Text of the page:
In certain parts of Europe, the recipe for racing on a budget is always the same. You take the least expensive, smallest car you can find and swap its engine to the freshest rev-happy bike engine you can find for cheap. Then, you hang a good-enough suspension and tire package, add a few homemade-yet-imposing wings for safety, and go nuts at your nearby slalom race or hillclimb.
In the UK, the obvious donor for such a conversion is a Mini or maybe a Smart; but in Italy, the local Proto P2 class welcomes everything from mental Fiat 126s, 600s, and 500s to rarer specimens like an Autobianchi A112. As long as a body shell is extremely light, it’s game.
As the sometimes-proud owner of a final year A112 Abarth wannabe, I can tell you that the Autobianchi A112 was designed by either Marcello Gandini or the janitor at Bertone. Launched in 1969, it remained in production through 1985, by which point over 1,115,000 nearly identical A112s had left Milan.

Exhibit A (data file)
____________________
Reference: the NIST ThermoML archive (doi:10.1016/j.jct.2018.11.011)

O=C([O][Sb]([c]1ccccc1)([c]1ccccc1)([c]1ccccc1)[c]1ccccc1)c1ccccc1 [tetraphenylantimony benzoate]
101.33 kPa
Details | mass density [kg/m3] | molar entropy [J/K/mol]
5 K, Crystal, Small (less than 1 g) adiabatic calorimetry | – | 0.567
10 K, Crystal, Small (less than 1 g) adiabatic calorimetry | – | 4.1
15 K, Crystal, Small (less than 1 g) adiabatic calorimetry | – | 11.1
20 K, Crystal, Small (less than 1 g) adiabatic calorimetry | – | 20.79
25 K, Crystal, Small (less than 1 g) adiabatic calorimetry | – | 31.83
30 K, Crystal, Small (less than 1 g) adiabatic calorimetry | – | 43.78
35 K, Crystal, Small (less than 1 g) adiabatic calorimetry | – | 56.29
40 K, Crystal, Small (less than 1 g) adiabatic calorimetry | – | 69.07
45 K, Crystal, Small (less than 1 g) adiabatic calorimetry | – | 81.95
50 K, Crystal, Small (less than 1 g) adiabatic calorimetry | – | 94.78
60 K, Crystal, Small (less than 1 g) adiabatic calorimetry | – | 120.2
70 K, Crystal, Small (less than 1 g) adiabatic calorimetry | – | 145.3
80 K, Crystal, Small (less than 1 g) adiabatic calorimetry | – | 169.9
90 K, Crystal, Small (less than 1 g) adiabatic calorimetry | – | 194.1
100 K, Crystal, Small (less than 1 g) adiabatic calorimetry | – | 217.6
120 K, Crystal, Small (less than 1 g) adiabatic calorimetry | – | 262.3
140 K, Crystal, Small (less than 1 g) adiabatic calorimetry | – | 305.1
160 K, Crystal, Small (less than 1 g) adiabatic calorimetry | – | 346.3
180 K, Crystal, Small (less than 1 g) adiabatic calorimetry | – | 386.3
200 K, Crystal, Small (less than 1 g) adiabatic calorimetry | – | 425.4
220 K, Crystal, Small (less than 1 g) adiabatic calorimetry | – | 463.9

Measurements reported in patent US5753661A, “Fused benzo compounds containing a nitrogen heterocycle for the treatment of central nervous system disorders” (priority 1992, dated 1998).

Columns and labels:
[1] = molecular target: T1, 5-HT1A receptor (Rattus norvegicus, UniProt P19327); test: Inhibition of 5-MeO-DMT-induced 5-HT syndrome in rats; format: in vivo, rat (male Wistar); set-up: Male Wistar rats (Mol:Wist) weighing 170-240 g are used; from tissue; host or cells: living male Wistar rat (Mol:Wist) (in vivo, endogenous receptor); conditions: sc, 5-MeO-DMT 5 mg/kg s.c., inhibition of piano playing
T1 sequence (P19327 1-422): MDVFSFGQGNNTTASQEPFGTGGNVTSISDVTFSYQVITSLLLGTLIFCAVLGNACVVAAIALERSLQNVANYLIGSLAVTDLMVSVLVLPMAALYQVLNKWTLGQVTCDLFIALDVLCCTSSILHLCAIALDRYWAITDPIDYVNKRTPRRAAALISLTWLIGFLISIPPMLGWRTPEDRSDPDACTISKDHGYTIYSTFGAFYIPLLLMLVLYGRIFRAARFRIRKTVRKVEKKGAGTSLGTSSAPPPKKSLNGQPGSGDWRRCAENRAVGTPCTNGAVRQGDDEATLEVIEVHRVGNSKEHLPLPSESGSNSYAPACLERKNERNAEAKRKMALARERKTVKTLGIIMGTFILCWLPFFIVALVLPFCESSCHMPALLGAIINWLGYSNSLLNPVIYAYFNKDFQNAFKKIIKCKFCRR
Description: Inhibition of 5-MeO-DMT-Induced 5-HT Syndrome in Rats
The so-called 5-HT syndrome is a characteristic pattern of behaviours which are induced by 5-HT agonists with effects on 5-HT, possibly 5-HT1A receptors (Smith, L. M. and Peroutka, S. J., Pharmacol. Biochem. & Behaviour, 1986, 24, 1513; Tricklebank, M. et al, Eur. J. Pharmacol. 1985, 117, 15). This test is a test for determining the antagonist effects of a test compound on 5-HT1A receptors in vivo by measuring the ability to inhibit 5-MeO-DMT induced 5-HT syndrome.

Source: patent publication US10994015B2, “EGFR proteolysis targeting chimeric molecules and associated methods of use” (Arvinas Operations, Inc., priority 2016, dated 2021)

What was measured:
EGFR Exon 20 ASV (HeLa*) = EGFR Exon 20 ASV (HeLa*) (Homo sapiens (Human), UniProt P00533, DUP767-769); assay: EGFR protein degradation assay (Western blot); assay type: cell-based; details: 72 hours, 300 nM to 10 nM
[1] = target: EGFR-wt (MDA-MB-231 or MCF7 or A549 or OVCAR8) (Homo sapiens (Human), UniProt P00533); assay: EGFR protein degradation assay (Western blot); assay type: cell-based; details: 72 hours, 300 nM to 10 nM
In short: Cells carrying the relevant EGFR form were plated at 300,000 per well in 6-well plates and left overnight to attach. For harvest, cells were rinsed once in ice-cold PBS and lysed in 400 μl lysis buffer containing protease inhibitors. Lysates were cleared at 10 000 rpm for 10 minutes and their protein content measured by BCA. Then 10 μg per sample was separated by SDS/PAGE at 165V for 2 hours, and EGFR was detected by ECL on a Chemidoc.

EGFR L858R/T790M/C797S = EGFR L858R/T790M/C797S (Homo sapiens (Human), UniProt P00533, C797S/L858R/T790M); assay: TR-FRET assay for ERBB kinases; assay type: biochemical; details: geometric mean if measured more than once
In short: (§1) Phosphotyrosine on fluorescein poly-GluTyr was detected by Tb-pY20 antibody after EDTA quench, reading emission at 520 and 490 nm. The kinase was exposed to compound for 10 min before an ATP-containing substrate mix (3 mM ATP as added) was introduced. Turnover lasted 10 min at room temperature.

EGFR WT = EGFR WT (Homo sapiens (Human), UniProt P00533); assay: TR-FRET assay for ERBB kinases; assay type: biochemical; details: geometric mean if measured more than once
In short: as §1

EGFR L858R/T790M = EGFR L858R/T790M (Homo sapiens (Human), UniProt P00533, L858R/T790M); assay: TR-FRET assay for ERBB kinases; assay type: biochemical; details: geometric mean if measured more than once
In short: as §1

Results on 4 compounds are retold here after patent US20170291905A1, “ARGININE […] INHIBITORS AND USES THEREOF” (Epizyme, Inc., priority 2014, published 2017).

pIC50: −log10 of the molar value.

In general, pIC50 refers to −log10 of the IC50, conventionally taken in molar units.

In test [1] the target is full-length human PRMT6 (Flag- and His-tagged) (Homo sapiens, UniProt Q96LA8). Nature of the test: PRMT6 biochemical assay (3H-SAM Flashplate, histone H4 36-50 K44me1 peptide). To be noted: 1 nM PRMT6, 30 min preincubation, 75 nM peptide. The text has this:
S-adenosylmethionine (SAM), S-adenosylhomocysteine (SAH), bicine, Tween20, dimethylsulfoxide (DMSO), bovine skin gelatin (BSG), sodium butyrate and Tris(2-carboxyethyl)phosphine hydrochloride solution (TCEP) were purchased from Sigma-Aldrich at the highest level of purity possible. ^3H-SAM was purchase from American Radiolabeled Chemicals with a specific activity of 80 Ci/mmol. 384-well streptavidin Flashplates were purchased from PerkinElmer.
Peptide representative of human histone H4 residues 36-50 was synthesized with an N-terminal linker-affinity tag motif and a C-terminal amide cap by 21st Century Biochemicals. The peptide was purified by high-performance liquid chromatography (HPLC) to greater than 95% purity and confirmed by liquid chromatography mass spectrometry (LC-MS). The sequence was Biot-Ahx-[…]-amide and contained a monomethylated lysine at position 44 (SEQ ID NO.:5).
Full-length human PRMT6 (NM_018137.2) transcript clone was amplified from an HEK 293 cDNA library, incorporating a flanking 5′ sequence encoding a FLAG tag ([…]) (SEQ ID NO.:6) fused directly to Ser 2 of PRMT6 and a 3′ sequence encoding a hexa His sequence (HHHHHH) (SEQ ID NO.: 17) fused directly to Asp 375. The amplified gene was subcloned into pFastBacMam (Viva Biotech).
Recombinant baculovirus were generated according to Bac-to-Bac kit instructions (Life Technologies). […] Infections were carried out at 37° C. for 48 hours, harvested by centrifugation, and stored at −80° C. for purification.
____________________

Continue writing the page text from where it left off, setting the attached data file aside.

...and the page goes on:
Since then, as is the case with most economy cars, base A112s turned into a pile of iron-oxide, while the spicier A112 Abarths got totaled both on and off tracks before they had time to die of natural causes. Yet no matter how rare they get elsewhere, Italy continues to have a massive supply of A112s that are just about good enough for a serious bike-engine swap.
The Kawasaki Ninja ZX-14 is a 186-mph sport bike mostly thanks to its water-cooled DOHC 1.4-liter engine, which revs to 11,000 while producing over 190 horsepower. This one, however, is stroked to 1.5 liters for a total of 230 horsepower. To put that into perspective, the most powerful Autobianchi A112 Abarth had 69 horsepower from the factory—from a 1.05-liter OHV engine with a three-main-bearing crankshaft, a design which originated in 1957.
I would say the difference is noticeable.
Your chances of running into an Autobianchi A112 in the U.S. are fairly slim—although, quite recently, two road-legal examples made their way to Bring a Trailer. The first was a late Abarth in mint condition with an Illinois title that sold for $9700. The second, a probably-1977 car titled as a 1973 in California, failed to meet its reserve at $6700. It also featured a regular hose as its crankcase emission-control system—a clear indicator that it needs a Kawasaki Ninja ZX-14 engine.